Methyl Bromide is Too Dangerous to Leave Unmonitored

Methyl bromide is an incredibly dangerous air pollutant. Exposure to methyl bromide can damage our eyes, skin, lungs, kidneys, and central nervous system. Yet despite the risks, this neurotoxin is commonly used through eastern North Carolina at log fumigation plants, endangering the health of the communities that surround these facilities.

CleanAIRE NC worked for several years with our partners, community groups, and the NC Division of Air Quality (DAQ) to set limits on this toxin. DAQ ultimately established an Ambient Air Level (AAL) in 2020, setting a limit on allowable methyl bromide concentrations in our air. (That methyl bromide is the first air pollutant added to North Carolina’s list of regulated toxic compounds since 1990 indicates just how nasty this stuff is.)

While this is a good first step in regulating this toxic chemical, the allowable limit on methyl bromide is still far too low to adequately protect human health. For context, the current AAL of 1 mg/m³ is 200 times higher than the DAQ Science Advisory Committee’s proposed limit of 0.005 mg/m³.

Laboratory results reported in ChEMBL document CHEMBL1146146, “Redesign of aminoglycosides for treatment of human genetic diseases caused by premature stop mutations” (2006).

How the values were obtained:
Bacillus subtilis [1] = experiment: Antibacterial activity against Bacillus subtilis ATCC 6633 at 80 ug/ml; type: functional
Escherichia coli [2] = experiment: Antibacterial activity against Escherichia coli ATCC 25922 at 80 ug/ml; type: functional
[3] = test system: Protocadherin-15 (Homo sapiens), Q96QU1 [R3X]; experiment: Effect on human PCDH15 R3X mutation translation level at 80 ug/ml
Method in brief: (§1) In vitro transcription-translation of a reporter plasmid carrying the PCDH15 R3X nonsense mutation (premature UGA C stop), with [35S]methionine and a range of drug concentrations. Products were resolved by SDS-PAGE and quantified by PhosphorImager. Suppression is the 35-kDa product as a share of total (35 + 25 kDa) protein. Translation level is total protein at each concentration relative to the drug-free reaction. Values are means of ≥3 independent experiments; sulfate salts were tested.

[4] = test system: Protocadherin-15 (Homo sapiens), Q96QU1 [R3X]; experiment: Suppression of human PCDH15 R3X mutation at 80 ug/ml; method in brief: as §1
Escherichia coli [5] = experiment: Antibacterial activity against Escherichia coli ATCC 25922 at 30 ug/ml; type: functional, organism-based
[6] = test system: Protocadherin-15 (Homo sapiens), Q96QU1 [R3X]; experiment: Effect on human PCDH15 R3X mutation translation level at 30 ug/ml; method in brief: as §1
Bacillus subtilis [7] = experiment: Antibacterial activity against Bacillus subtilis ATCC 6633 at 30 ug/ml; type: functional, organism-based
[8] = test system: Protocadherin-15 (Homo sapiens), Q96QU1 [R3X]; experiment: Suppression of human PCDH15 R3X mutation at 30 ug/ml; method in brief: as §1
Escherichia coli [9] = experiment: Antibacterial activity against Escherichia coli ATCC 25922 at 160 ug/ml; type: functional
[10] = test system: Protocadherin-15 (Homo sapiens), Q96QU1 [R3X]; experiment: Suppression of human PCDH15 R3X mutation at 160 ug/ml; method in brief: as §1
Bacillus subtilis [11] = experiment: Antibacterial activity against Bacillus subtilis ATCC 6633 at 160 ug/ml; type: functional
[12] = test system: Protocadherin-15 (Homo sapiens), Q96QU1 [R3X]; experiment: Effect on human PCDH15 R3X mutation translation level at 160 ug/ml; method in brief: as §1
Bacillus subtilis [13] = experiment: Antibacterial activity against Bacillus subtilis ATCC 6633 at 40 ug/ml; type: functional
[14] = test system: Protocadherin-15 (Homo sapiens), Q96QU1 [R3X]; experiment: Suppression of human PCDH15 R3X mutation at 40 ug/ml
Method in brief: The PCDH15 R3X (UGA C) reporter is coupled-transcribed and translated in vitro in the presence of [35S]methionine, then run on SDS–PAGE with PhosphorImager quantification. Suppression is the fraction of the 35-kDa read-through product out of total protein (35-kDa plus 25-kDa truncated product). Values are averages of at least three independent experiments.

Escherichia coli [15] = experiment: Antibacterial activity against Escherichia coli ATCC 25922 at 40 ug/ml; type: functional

CleanAIRE NC strongly believes that the health impacts of methyl bromide are so severe it should no be used at all. So when global corporation Ecolab requested air permits to use methyl bromide at their facilities in Wilmington and Seven Springs, we submitted comments to oppose these permit requests. In our comments, we also urged DAQ to implement a strong monitoring program to provide early warnings of where and when methyl bromide concentrations reach dangerous levels, along with rigorous reporting to notify impacted communities and protect public health.

You can read the full comments submitted by CleanAIRE NC at the links below.